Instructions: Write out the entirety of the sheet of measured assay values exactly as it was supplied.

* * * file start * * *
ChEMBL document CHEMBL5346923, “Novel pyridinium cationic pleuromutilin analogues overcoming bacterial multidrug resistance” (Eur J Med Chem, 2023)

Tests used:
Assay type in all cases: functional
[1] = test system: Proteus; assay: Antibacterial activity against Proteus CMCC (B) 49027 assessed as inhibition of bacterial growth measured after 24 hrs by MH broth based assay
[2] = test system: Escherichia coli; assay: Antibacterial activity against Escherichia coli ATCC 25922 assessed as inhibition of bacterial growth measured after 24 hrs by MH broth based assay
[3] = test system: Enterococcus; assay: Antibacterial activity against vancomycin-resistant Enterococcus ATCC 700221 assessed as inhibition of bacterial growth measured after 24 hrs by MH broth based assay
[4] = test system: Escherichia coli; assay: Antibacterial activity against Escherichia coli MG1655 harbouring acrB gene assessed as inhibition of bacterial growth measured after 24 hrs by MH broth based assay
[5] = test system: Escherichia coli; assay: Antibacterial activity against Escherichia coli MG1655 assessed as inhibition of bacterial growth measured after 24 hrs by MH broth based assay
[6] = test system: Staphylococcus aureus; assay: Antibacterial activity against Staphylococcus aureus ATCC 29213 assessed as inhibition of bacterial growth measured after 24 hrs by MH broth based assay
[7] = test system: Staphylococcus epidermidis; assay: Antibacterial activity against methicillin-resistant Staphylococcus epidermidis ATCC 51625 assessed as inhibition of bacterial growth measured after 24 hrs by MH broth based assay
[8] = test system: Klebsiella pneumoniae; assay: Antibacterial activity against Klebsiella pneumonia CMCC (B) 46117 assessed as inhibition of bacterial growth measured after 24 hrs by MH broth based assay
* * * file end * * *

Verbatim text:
ChEMBL document CHEMBL5346923, “Novel pyridinium cationic pleuromutilin analogues overcoming bacterial multidrug resistance” (Eur J Med Chem, 2023)

Tests used:
Assay type in all cases: functional
[1] = test system: Proteus; assay: Antibacterial activity against Proteus CMCC (B) 49027 assessed as inhibition of bacterial growth measured after 24 hrs by MH broth based assay
[2] = test system: Escherichia coli; assay: Antibacterial activity against Escherichia coli ATCC 25922 assessed as inhibition of bacterial growth measured after 24 hrs by MH broth based assay
[3] = test system: Enterococcus; assay: Antibacterial activity against vancomycin-resistant Enterococcus ATCC 700221 assessed as inhibition of bacterial growth measured after 24 hrs by MH broth based assay
[4] = test system: Escherichia coli; assay: Antibacterial activity against Escherichia coli MG1655 harbouring acrB gene assessed as inhibition of bacterial growth measured after 24 hrs by MH broth based assay
[5] = test system: Escherichia coli; assay: Antibacterial activity against Escherichia coli MG1655 assessed as inhibition of bacterial growth measured after 24 hrs by MH broth based assay
[6] = test system: Staphylococcus aureus; assay: Antibacterial activity against Staphylococcus aureus ATCC 29213 assessed as inhibition of bacterial growth measured after 24 hrs by MH broth based assay
[7] = test system: Staphylococcus epidermidis; assay: Antibacterial activity against methicillin-resistant Staphylococcus epidermidis ATCC 51625 assessed as inhibition of bacterial growth measured after 24 hrs by MH broth based assay
[8] = test system: Klebsiella pneumoniae; assay: Antibacterial activity against Klebsiella pneumonia CMCC (B) 46117 assessed as inhibition of bacterial growth measured after 24 hrs by MH broth based assay